The introduction of penicillin in the 1940s was a revolution in medicine. Within a decade of its widespread use, however, bacteria began to develop resistance to the drug.

Since then, pharmacologists have been waging an ongoing battle to overcome infectious microbes’ resistance to lifesaving drugs. The Democrats’ insistence on single-payer health care and demonization of pharmaceutical companies may kneecap these efforts.

For example, researchers are growing more alarmed that microbes will begin adapting more quickly than pharmaceutical developments, such as in the case of methicillin-resistant Staphylococcus aureus, or MRSA.

This is a disastrous possibility, and it would become even more plausible by destroying the profit motive that drives the industry to create new antibiotics.

In several tweets, Sen. Bernie Sanders, I-Vt., hinted that this is exactly his aim. He complains that the “drugmakers make huge profits off medication developed with taxpayer-funded research.”

In reality, most of the funds in medical research come out of those drugmakers’ revenues.

In 2017, the United States spent $182.3 billion in medical research, but less than $40 billion of that was federal spending. In fact, the largest portion of medical R&D dollars came from industry investment totaling $121.8 billion.

In Sanders’ signature “Medicare for All” bill, drug prices would be essentially set by the secretary of health and human services. Once Medicare for All empowers the secretary to decide the appropriate revenue for a drug company, what will happen to that $121 billion of research investment?

Fortunately, the Centers for Medicare and Medicaid Services under the current administration shows a different path in a final rule issued early in August.

The rule introduces add-on payment pathways for newly developed antibiotics that are designated “qualified infectious disease products” by the Food and Drug Administration.

To incentivize private drug development, this designation is granted by the FDA and reserved for new antibiotics to treat infections from new or drug-resistant pathogens.

In general, new drugs are granted periods of exclusivity by the FDA that are separate from patent protections, lasting from three to seven years depending on the drug. A “qualified infectious disease products” designation would extend this period by an additional five years.  

In addition to offering greater protections for new drugs, the rule also increases the add-on payment from 50% of costs to 75% for qualified infectious disease products, and it considers them new products rather than improved products, which would eliminate the need to show “substantial clinical improvement” over an existing drug.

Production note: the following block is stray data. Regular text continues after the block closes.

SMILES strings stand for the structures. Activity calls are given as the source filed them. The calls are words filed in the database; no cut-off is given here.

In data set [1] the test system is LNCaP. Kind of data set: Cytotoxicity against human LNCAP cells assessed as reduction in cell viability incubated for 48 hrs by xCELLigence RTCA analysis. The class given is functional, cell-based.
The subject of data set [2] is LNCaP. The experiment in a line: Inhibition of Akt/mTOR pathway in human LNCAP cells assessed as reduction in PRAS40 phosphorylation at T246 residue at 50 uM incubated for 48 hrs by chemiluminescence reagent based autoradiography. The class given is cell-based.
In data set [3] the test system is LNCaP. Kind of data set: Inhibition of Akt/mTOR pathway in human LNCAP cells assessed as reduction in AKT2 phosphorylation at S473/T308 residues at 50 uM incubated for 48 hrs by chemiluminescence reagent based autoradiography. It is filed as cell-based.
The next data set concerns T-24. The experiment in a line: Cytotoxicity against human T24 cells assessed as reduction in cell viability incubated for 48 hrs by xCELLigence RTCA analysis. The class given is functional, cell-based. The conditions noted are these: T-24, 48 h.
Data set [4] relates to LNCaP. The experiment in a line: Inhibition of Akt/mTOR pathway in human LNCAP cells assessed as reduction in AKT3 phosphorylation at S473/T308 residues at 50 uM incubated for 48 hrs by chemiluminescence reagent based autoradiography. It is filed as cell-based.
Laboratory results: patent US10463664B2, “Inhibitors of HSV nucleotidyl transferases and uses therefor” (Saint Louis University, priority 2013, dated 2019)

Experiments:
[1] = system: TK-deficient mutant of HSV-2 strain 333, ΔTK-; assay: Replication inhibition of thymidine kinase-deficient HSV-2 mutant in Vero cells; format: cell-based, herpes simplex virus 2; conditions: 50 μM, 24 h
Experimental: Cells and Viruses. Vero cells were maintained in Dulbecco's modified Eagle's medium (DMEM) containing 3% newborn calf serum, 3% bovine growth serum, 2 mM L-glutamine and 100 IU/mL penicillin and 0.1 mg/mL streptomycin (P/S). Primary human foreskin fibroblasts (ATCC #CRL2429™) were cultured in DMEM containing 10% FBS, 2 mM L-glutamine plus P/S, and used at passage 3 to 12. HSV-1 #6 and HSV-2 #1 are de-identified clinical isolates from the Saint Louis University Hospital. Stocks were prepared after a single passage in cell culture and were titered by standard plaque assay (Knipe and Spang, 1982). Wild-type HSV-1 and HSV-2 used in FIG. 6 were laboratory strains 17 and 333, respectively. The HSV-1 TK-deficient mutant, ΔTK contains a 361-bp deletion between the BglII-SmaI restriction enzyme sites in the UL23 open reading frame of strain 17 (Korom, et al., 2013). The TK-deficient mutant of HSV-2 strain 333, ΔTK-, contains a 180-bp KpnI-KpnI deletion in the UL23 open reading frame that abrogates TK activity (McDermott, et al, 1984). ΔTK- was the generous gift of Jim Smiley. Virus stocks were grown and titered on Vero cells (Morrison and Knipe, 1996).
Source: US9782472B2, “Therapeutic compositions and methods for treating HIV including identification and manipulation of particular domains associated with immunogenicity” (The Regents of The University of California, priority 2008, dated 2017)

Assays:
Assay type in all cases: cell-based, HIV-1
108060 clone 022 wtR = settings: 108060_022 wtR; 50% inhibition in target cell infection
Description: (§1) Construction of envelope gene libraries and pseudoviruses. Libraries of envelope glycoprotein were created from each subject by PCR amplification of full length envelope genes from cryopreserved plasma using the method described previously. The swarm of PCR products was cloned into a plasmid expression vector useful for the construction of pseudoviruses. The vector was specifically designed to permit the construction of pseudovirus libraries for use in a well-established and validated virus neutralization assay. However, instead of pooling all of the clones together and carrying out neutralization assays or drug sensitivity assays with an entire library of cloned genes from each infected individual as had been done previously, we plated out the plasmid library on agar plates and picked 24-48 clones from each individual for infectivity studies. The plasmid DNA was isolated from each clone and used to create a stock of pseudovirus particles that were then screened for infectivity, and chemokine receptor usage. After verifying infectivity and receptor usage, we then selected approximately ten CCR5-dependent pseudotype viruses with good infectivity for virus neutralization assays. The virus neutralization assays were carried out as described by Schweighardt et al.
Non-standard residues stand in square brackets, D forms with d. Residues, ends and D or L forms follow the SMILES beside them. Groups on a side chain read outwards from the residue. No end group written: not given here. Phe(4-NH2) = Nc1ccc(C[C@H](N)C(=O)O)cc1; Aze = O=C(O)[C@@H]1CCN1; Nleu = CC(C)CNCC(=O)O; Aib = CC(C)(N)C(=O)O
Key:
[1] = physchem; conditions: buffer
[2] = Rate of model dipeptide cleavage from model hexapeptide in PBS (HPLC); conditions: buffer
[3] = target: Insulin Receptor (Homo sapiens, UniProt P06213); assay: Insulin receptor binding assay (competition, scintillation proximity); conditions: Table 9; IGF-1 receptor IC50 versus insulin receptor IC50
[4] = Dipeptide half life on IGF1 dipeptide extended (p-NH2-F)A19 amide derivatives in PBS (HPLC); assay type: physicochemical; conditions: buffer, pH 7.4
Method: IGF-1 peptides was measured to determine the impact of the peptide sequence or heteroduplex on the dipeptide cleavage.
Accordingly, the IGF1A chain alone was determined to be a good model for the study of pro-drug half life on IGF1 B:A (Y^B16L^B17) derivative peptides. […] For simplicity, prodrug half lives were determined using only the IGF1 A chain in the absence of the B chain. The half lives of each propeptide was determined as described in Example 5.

The criteria for substantial clinical improvement were vague and unclear, so forgoing this requirement significantly lowers the bar for introducing new antibiotics.

Rather than imposing strict regulations from a federal office onto firms and how they operate their businesses, the Centers for Medicare and Medicaid Services is leveraging the substantial medical and pharmaceutical industry to tackle an impending health crisis.

Drug-resistant strains of bacteria infect over 2 million people each year, according to the Centers for Disease Control and Prevention, and over 20,000 of them ultimately succumb to those infections.

Because of the difficulty in eradicating the bacteria and the potential toxicity of the treatment involved, hospital stays that are complicated by drug-resistant organisms are often prolonged and costlier, adding up to $20 billion in health care costs annually.

Thus, the availability of new and effective drugs is crucial to both the future health and future health costs of America.

Government spending, where appropriate, should be directed at enabling private industry to innovate solutions, particularly one so pressing as multi-drug resistance. In this case, pharmaceutical companies will have access to add-on payment incentives if they develop and introduce new drugs.

The single-payer vision, which sees the government as capable of being the solution, would slash pharmaceutical revenues in pursuit of controlling prices. Presumably the government share of research and development, which was $39.5 billion, would then become the primary source of funding.

$39.5 billion amounts to less than 22% of the total spent on research.

As with any other enormous legislative package, unintended consequences are the norm rather than the exception. In this case, Medicare for All could lead to the loss of effective antibiotics for these highly virulent strains and the undoing of decades of medical progress.